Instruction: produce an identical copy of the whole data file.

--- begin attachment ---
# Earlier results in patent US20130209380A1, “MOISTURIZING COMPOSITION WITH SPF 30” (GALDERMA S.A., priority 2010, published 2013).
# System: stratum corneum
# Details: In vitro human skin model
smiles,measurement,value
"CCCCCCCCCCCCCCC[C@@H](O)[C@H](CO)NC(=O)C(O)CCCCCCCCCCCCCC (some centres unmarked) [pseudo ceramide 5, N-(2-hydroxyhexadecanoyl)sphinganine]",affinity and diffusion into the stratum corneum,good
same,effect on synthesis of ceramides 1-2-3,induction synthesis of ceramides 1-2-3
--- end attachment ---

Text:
# Earlier results in patent US20130209380A1, “MOISTURIZING COMPOSITION WITH SPF 30” (GALDERMA S.A., priority 2010, published 2013).
# System: stratum corneum
# Details: In vitro human skin model
smiles,measurement,value
"CCCCCCCCCCCCCCC[C@@H](O)[C@H](CO)NC(=O)C(O)CCCCCCCCCCCCCC (some centres unmarked) [pseudo ceramide 5, N-(2-hydroxyhexadecanoyl)sphinganine]",affinity and diffusion into the stratum corneum,good
same,effect on synthesis of ceramides 1-2-3,induction synthesis of ceramides 1-2-3